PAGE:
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Future Proofing Harm Reduction in Montreal

At the 25th International Harm Reduction Conference, Mainline organised a packed side event called ‘Future Proofing Harm Reduction’, together with AFEW, AidsFonds, INPUD and others. The rationale behind the side event was the need we see to promote harm reduction as a broad approach- not just as a set of HIV-related interventions.

Most harm reduction programmes are funded by HIV prevention programmes. However, harm reduction is much more than the prevention of blood-borne diseases like HIV and Hep C. Instead, care for vulnerable people, including women and minors, but also overdose prevention, interventions for non-injectors and access to other forms of care are extremely important. These needs are not addressed by most harm reduction programmes. At the same time, globally, funding for HIV has been decreasing. These and other challenges – such as repressive governments and decreasing space for civil society – threaten the sustainability of harm reduction.



The aim of this side event was to illustrate the need and to look at potential solutions. The Netherlands is one of the pioneers in harm reduction interventions and, despite the small size of the country, one of the world’s biggest governmental donors of harm reduction programming. Dutch SRHR Ambassador Lambert Grijns chaired the event, reflecting the Dutch moral and financial support for addressing this issue.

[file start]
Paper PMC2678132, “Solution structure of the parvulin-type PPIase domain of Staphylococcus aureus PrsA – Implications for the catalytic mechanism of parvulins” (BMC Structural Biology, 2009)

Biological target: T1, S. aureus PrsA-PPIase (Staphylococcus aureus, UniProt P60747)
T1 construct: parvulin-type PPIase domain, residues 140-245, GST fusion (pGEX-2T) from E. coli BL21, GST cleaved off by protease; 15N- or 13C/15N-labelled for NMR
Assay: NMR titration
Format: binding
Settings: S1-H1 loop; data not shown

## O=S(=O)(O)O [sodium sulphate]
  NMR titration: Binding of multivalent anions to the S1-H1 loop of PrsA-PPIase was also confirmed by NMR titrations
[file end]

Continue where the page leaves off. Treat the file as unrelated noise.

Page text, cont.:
Challenges

Five speakers highlighted some of the key challenges in harm reduction today. For example, Valentin Simionov illustrated how HIV prevalence among injecting drug users in Romania increased drastically when harm reduction funding was ended abruptly, without a national government willing to take over. Janine Wildschut, from AFEW International, explained how governments in Central Asia become more repressive, with community organization closing down as a result. 

Opportunities

The second half of the side event addressed the opportunities of future proofing harm reduction, particularly by framing harm reduction within the agenda of the United Nations’ Sustainable Development Goals. These ambitious goals include ending poverty, improving health, promoting gender equality and many others. 


Many harm reduction activities, such as programmes for pregnant users in Kyrgyzstan, or interventions for people who smoke methamphetamine in Indonesia, already contribute to the targets set by the UN. So far, most organisations do not realise this yet. 

The event showed that organisations need to start thinking creatively about how to embed harm reduction in other themes besides HIV prevention. A new narrative is needed, and novel approaches are sought in order to ensure harm reduction stays future-proof. Because without a harm reduction approach that safeguards people’s human rights, that enables access to male and female users equally and that ensures a continuum of care for people who use drugs, governments won’t be able to achieve their targets under the sustainable development goals (SDG’s). 

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